Impossibility for the Lessor of commercial premises […]
31 March 2023
Court of Cassation, 3rd civil chamber, January 25, 2023, n°22-10.648
In a decision dated January 25, 2023, the Third Civil Chamber of the Court of Cassation held that: the implementation of a first demand guarantee by the lessor of commercial premises in order to obtain payment of unpaid rents during the period of closure of businesses due to covid-19 is characterized as a manifestly unlawful disturbance, in view of the legal prohibition on lessors implementing personal sureties guaranteeing the payment of rents during these protected periods
In the case presented to the Court, a lessor of commercial premises (a Société Civile Immobilière in this case) had obtained from its tenant, at the time of the conclusion of the commercial lease, the provision of a guarantee on first demand granted by a bank in the event of non-payment of rent by the tenant.
This type of guarantee, now common in the context of commercial leases, allows the lessor to obtain a strong security insofar as the Bank is obliged to perform and make payment to the benefit of the lessor, at the latter’s first request, without being able to invoke any exception.
In this case, the lessee having failed to pay the rent due to the closure of his business during the second confinement of the year 2020 linked to the Covid-19 sanitary crisis, the SCI lessor requested the Bank to pay the amount of the guarantee made available in case of non-payment of rent.
The tenant then filed a summary action to prohibit the Bank from proceeding with the settlement requested by the Landlord for the unpaid rent.
The question submitted to the Court in this case is then simple: is it possible for a Landlord to request the application of a first demand guarantee in case of unpaid rents during periods of health emergency related to the Covid-19 epidemic?
The Court answered in the negative, holding that “the first demand guarantee constituted a personal surety governed by article 2321 of the Civil Code, the Court of Appeal was able to deduce that its implementation […] constituted a manifestly illicit disturbance”.
The High Jurisdiction recalls that “article 14 of the law n° 2020-1379 of November 14, 2020 prohibits […] the implementation of all real and personal securities guaranteeing the payment of rents or rental charges relating to professional or commercial premises”.
Indeed, Article 14 of Law No. 2020-1379 of November 14, 2020 authorizing the extension of the state of health emergency in the context of the second containment of the French population in the year 2020 specified that:” During this same period, the real and personal securities guaranteeing the payment of the rents and rental charges concerned may not be implemented and the lessor may not take any protective measures. “.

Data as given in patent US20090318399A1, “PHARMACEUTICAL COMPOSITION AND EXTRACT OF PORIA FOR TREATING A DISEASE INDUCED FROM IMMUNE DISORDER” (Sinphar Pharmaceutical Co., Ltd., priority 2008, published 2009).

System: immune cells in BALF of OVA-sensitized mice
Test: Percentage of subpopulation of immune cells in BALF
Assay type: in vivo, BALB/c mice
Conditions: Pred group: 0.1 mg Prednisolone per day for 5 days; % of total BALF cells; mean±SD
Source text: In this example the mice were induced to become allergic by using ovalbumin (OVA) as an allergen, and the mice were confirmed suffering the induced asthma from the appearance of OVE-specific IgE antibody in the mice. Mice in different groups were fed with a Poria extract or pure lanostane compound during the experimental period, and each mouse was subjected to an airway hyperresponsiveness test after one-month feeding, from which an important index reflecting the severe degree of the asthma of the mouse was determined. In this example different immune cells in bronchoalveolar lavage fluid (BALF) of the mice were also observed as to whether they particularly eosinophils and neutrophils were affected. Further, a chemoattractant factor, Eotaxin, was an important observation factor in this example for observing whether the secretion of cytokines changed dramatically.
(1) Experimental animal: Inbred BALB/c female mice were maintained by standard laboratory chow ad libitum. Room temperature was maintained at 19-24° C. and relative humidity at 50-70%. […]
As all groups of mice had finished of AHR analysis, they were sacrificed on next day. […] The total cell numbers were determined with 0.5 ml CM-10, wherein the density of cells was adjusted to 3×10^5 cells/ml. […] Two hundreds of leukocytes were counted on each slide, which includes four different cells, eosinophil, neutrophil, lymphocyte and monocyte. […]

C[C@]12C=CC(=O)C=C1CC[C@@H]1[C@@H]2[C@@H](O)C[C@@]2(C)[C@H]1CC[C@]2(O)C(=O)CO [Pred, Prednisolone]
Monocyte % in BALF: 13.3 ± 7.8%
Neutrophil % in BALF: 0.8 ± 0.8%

Thus, enforcement is suspended for commercial rents due on or after October 17, 2020 until August 1st, 2021 (two months from the date the business ceased to be affected by a police action imposed on June 1st, 2021).
This neutralization of penalties for non-payment of commercial rents under the second 2020 containment echoes the solution adopted during the first containment by Section 4 of Ordinance No. 2020-316 of March 25, 2020, which similarly provided that businesses affected by the epidemic could not “In the event that a tenant fails to pay the rent or rental charges for his or her business premises, he or she may be subject to financial penalties or interest for late payment, damages, a penalty payment, the enforcement of a resolutory clause, a penalty clause or any clause providing for forfeiture, or the activation of guarantees or sureties.
Therefore, in holding that the first demand guarantee constitutes a personal security, the Court specifies in the cited decision that even this strong guarantee obtained by the Lessor is paralyzed in case of default of payment of the commercial rents during the periods of sanitary emergencies related to the Covid-19 epidemic and the confinement of the French population.
This ruling is therefore in keeping with the protective spirit of the derogatory texts limiting sanctions and the activation of guarantees in the event of non-payment of commercial rents during the health crisis period, even though, in finethat such rents remain payable and that tenants of commercial premises remain liable for payment of such rents due during the health crisis.